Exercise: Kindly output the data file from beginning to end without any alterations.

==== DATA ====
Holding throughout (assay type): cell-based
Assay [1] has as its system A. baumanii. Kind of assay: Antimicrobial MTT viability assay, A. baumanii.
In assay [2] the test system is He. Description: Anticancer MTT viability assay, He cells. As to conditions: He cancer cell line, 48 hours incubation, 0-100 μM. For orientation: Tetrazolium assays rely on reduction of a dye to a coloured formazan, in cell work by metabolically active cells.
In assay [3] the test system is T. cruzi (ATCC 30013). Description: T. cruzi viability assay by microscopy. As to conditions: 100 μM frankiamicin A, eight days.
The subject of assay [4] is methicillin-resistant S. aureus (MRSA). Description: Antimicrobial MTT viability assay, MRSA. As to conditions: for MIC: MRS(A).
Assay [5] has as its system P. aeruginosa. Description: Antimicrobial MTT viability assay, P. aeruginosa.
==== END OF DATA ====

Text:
Holding throughout (assay type): cell-based
Assay [1] has as its system A. baumanii. Kind of assay: Antimicrobial MTT viability assay, A. baumanii.
In assay [2] the test system is He. Description: Anticancer MTT viability assay, He cells. As to conditions: He cancer cell line, 48 hours incubation, 0-100 μM. For orientation: Tetrazolium assays rely on reduction of a dye to a coloured formazan, in cell work by metabolically active cells.
In assay [3] the test system is T. cruzi (ATCC 30013). Description: T. cruzi viability assay by microscopy. As to conditions: 100 μM frankiamicin A, eight days.
The subject of assay [4] is methicillin-resistant S. aureus (MRSA). Description: Antimicrobial MTT viability assay, MRSA. As to conditions: for MIC: MRS(A).
Assay [5] has as its system P. aeruginosa. Description: Antimicrobial MTT viability assay, P. aeruginosa.